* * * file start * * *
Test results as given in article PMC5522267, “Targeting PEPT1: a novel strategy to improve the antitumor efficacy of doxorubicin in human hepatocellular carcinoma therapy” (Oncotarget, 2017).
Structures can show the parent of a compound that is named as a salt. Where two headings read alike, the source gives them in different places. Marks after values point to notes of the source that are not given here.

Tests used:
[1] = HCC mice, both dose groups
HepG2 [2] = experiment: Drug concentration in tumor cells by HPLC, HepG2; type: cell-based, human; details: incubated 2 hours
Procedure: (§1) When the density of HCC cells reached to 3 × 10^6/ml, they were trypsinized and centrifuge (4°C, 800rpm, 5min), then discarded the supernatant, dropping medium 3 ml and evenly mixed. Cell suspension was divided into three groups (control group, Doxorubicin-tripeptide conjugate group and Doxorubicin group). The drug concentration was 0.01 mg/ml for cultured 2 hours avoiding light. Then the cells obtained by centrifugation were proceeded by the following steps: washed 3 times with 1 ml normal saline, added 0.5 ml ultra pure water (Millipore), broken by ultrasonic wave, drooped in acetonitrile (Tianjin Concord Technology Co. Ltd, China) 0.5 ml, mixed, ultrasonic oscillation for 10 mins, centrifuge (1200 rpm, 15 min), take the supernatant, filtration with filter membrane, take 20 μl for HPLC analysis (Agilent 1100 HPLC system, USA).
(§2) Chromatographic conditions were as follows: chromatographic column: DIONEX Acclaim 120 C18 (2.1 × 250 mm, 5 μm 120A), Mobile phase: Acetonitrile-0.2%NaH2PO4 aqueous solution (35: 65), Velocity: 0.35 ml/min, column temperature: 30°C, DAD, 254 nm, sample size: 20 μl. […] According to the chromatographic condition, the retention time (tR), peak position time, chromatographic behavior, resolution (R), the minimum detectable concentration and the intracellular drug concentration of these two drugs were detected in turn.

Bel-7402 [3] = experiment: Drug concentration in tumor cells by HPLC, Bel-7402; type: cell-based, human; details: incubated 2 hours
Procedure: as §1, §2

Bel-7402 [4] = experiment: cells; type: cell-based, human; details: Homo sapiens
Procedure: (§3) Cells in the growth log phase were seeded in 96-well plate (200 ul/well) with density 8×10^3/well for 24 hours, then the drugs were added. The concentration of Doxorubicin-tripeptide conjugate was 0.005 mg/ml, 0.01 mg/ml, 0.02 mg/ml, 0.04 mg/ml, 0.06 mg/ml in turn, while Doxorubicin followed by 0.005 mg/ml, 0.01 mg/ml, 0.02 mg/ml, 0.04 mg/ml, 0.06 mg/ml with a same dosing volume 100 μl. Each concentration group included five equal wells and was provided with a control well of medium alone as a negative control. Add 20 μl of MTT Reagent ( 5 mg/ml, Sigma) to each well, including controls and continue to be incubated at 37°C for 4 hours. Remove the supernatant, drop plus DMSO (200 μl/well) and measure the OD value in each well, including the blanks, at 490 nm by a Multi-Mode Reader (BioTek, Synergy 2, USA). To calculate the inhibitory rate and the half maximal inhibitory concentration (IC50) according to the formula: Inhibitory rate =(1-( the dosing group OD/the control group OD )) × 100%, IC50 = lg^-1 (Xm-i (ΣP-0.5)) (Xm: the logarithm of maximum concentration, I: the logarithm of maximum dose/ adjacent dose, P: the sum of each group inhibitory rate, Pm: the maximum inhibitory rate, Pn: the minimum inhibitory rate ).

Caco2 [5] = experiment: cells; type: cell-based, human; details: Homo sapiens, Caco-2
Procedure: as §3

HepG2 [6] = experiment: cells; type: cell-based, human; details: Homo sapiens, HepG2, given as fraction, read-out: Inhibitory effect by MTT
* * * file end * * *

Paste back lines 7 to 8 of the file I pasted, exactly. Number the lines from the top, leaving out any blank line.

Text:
(§2) Chromatographic conditions were as follows: chromatographic column: DIONEX Acclaim 120 C18 (2.1 × 250 mm, 5 μm 120A), Mobile phase: Acetonitrile-0.2%NaH2PO4 aqueous solution (35: 65), Velocity: 0.35 ml/min, column temperature: 30°C, DAD, 254 nm, sample size: 20 μl. […] According to the chromatographic condition, the retention time (tR), peak position time, chromatographic behavior, resolution (R), the minimum detectable concentration and the intracellular drug concentration of these two drugs were detected in turn.

Bel-7402 [3] = experiment: Drug concentration in tumor cells by HPLC, Bel-7402; type: cell-based, human; details: incubated 2 hours